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Patents

FTC Chairwoman Speaks On Growing US Patent Problem 87

ectoman writes "In a recent policy speech, Federal Trade Commission Chairwoman Edith Ramirez indicated that the FTC might be preparing to seriously address patent abuse in the United States. Mark Bohannon, Vice President of Corporate Affairs and Global Public Policy at Red Hat, has reviewed Ramirez's remarks, calling them 'some of the most direct and specific to date from a senior U.S. Government official regarding "harmful PAE [patent assertion entities] activities."' Bohannon writes that the FTC's proposed roadmap for patent reform 'is both ambitious and doable,' and he discusses how the agency could make its potential contributions to reforms most effective. The piece arrives one week after Bohannon analyzed other patent reform efforts currently ongoing in Washington—in a piece Slashdot readers have been discussing."

Comment I'd really like to add photos to OSM (Score 1) 108

A friend involved with the project pointed out that this is more complicated than it sounds, and I'm sure he's right, but it would be fun one day to be able to take a photo, tag it with coordinates, and at least have it stuffed in an online pigeonhole for later linking to a spot on OSM-based maps. Click on a map, have it show the nearest-tagged photo ... in some places, the nearest tagged photo might be many miles away, making it a sort of challenge to split the gap by taking another photo between the distant points.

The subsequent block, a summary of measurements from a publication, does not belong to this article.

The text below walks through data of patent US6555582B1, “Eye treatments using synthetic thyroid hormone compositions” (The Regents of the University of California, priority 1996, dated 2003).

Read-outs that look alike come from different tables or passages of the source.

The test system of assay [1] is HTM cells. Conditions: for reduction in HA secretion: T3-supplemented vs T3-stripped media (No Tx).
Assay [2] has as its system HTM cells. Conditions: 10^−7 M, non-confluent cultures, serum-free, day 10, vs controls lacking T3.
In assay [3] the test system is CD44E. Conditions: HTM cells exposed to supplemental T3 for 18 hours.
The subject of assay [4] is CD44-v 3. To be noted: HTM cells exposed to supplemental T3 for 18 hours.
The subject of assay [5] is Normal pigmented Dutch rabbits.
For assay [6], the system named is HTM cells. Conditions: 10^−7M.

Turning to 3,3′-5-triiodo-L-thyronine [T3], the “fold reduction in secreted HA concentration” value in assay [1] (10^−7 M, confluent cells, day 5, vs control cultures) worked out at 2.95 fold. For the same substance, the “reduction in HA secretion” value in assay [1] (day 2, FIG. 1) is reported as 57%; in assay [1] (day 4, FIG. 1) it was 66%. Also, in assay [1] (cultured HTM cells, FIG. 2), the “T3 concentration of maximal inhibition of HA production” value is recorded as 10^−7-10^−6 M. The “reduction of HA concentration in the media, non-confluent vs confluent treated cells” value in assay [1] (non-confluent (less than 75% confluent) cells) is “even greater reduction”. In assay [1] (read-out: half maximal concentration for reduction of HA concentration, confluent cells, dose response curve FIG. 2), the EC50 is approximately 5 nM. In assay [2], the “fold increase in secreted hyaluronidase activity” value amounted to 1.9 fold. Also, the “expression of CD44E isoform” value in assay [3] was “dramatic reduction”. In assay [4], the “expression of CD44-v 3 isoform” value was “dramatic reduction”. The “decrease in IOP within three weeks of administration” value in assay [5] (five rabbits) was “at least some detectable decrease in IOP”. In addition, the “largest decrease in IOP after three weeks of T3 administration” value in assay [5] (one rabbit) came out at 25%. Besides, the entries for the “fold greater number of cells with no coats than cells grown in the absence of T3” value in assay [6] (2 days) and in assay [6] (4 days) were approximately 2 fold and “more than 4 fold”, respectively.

Education

How Facial Analysis Software Could Help Struggling Students 90

moon_unit2 writes "Tech Review has a story on research showing that facial recognition software can accurately spot signs that programming students are struggling. NC State researchers tracked students learning java and used an open source facial-expression recognition engine to identify emotions such as frustration or confusion. The technique could be especially useful for Massive Open Online Courses — where many thousands of students are working remotely — but it could also help teachers identify students who need help in an ordinary classroom, experts say. That is, as long as those students don't object to being watched constantly by a camera."
Education

How Facial Analysis Software Could Help Struggling Students 90

moon_unit2 writes "Tech Review has a story on research showing that facial recognition software can accurately spot signs that programming students are struggling. NC State researchers tracked students learning java and used an open source facial-expression recognition engine to identify emotions such as frustration or confusion. The technique could be especially useful for Massive Open Online Courses — where many thousands of students are working remotely — but it could also help teachers identify students who need help in an ordinary classroom, experts say. That is, as long as those students don't object to being watched constantly by a camera."
Firefox

Firefox 23 Makes JavaScript Obligatory 778